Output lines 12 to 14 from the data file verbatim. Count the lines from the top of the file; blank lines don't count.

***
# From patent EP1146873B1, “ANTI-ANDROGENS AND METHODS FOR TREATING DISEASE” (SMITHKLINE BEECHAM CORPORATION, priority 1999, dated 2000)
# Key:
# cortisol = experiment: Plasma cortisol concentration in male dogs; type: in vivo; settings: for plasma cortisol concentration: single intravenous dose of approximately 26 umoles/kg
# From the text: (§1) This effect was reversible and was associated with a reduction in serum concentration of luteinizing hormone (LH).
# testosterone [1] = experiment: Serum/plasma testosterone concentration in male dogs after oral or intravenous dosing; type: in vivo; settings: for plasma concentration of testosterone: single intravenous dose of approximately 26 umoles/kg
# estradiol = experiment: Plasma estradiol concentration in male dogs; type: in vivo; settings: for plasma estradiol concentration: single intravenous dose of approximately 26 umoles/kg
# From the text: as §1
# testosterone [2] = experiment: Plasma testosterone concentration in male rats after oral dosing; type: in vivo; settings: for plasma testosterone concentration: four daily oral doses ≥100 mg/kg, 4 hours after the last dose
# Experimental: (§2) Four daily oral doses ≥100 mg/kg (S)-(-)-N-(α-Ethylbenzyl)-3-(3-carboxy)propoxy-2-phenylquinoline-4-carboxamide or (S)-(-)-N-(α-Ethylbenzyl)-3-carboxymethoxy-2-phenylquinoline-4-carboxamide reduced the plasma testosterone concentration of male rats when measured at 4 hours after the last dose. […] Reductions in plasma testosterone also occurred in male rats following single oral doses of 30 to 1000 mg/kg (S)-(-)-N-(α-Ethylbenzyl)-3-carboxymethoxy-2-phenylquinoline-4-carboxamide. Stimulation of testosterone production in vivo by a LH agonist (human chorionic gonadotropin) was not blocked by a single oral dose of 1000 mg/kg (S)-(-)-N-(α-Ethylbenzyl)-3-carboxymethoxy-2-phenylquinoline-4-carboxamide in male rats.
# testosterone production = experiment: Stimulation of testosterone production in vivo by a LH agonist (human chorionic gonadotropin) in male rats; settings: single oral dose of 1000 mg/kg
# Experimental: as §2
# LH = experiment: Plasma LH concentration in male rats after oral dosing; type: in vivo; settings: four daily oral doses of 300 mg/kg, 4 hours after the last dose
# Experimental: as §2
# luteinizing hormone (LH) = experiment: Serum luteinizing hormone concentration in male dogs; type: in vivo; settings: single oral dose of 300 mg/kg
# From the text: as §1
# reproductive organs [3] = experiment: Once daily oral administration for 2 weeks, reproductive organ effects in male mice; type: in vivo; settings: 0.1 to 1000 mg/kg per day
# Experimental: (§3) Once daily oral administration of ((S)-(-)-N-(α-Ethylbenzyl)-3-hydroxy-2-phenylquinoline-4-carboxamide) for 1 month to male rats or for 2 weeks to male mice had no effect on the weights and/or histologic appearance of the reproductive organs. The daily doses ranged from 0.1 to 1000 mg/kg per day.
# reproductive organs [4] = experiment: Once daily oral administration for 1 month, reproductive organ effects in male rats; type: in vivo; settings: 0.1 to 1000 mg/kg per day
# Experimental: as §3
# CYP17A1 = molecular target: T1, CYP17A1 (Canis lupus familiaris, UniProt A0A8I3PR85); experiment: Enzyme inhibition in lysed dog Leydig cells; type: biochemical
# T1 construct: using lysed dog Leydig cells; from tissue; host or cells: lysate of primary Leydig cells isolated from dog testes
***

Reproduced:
# LH = experiment: Plasma LH concentration in male rats after oral dosing; type: in vivo; settings: four daily oral doses of 300 mg/kg, 4 hours after the last dose
# Experimental: as §2
# luteinizing hormone (LH) = experiment: Serum luteinizing hormone concentration in male dogs; type: in vivo; settings: single oral dose of 300 mg/kg